Although nodes in the bitcoin P2P network are equal, they may take on different roles depending on the functionality they are supporting. A bitcoin node is a collection of functions: routing, the blockchain database, mining, and wallet services. A full node with all four of these functions is shown in Figure 6-1.
All nodes include the routing function to participate in the network and might include other functionality. All nodes validate and propagate transactions and blocks, and discover and maintain connections to peers. In the full-node example in Figure 6-1, the routing function is indicated by an orange circle named “Network Routing Node.”
Some nodes, called full nodes, also maintain a complete and up-to-date copy of the blockchain. Full nodes can autonomously and authoritatively verify any transaction without external reference. Some nodes maintain only a subset of the blockchain and verify transactions using a method called simplified payment verification, or SPV. These nodes are known as SPV or lightweight nodes. In the full-node example in the figure, the full-node blockchain database function is indicated by a blue circle named “Full Blockchain.” In Figure 6-3, SPV nodes are drawn without the blue circle, showing that they do not have a full copy of the blockchain.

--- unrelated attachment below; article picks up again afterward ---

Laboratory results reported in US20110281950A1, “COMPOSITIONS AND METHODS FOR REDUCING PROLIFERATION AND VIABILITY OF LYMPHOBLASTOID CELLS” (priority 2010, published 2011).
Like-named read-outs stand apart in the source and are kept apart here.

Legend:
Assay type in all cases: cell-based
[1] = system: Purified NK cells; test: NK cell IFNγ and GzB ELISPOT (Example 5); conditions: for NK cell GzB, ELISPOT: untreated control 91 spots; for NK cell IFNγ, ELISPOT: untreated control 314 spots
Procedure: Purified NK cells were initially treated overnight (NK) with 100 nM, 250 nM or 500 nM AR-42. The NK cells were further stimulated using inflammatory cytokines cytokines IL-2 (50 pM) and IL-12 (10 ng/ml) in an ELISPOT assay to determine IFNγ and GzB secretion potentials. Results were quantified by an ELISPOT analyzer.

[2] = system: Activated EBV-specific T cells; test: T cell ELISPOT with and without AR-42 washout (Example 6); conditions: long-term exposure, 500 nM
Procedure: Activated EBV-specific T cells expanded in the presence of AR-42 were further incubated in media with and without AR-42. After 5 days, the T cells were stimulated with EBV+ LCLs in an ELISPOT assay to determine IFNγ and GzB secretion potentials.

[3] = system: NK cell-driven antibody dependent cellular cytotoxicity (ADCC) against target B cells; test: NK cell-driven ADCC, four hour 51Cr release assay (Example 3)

Mining nodes compete to create new blocks by running specialized hardware to solve the proof-of-work algorithm. Some mining nodes are also full nodes, maintaining a full copy of the blockchain, while others are lightweight nodes participating in pool mining and depending on a pool server to maintain a full node. The mining function is shown in the full node as a black circle named “Miner.”
User wallets might be part of a full node, as is usually the case with desktop bitcoin clients. Increasingly, many user wallets, especially those running on resource-constrained devices such as smartphones, are SPV nodes. The wallet function is shown in Figure 6-1 as a green circle named “Wallet”.
In addition to the main node types on the bitcoin P2P protocol, there are servers and nodes running other protocols, such as specialized mining pool protocols and lightweight client-access protocols.
Figure 6-2 shows the most common node types on the extended bitcoin network.